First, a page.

“Tolling, in my work as mayor, has a place,” Foxx told the committee. “But it’s sort of like what I said earlier about an infrastructure bank. We’re not going to toll our way to prosperity in our country. It can be used in some cases to add capacity … but I don’t think it is a complete solution.”

Foxx said his three priorities for transportation are safety, efficiency and building for the future. If the full Senate gives Foxx confirmation, he will take over for Transportation Secretary Ray LaHood. The Tom Warne Report

ODOT to move away from ‘Highway-Centric’ Approach – May 22, 2013

The Oregon Department of Transportation has announced another step forward in their approach to highway planning. The announcement is a continuation of ODOT Director Matt Garrett’s recent promises to change the agency’s title of “Highway Division” to “Transportation Division” (April 2012), and provide options to commuters.

“Like all public agencies, ODOT is facing challenges and changing expectations from the public. Funding is increasingly constrained, and because our footprint as an agency is not financially sustainable, we need to be more efficient. At the same time, economic and demographic trends are shifting the public’s transportation needs and behaviors, driving a need for more transportation options.

These forces all point toward the need for ODOT to evolve as an agency, moving away from a siloed and highway-centric approach to business. While ODOT began life as the Oregon Highway Department a century ago, today we are much more. While highways will long remain the core of our portfolio, today we have extensive involvement in rail, freight, public transportation, active transportation, and interfaces with aviation and maritime resources. Governor Kitzhaber has challenged ODOT and the state’s transportation leadership to reenergize this multimodal transformation.” The Tom Warne Report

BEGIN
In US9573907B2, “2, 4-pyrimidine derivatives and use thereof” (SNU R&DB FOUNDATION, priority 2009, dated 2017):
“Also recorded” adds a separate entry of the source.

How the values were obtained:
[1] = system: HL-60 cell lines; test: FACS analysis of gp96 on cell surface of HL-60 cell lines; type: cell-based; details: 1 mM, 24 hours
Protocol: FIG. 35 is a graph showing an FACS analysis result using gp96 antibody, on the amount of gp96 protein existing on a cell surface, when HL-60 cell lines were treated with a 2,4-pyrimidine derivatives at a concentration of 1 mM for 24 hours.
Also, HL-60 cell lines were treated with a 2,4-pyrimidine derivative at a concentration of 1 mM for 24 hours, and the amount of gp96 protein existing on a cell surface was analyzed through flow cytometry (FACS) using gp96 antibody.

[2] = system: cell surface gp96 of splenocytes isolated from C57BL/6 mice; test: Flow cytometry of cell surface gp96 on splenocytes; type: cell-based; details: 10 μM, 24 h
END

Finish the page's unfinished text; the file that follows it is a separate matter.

Gov. Signs $6B Transportation Bill for Va. Roads

The Virginian-Pilot – May 14, 2013

RICHMOND – The tense final days of Virginia’s legislative session have led to a landmark $6 billion transportation funding bill, which was signed this week by Gov. Bob McDonnell.

The governor praised the measure as a bipartisan effort 27 years in the making – as the last time state lawmakers put a major investment toward roads was in 1986. In the bill, lawmakers decided to find a new way to finance transportation in the state by converting the 17.5-cent gas tax into a wholesale tax, raising the state sales tax to 5.3 percent and committing more existing revenue to be spent on road needs. To that end, the car title tax will be raised and transportation will also get money from anticipated internet sales tax revenue.

The measure will generate separate funding in Northern Virginia and Hampton Roads to pay for priority projects in those areas.

In response to criticism from fiscal conservatives, McDonnell said frustration is commonplace with any such compromise. “There will be something in this bill that everyone does not like.” The Tom Warne Report

Sales tax is much more responsive to the ups and downs of the economy. This is a good transition for Virginia and a major milestone for a state that has struggled putting a package together for a long, long time. TW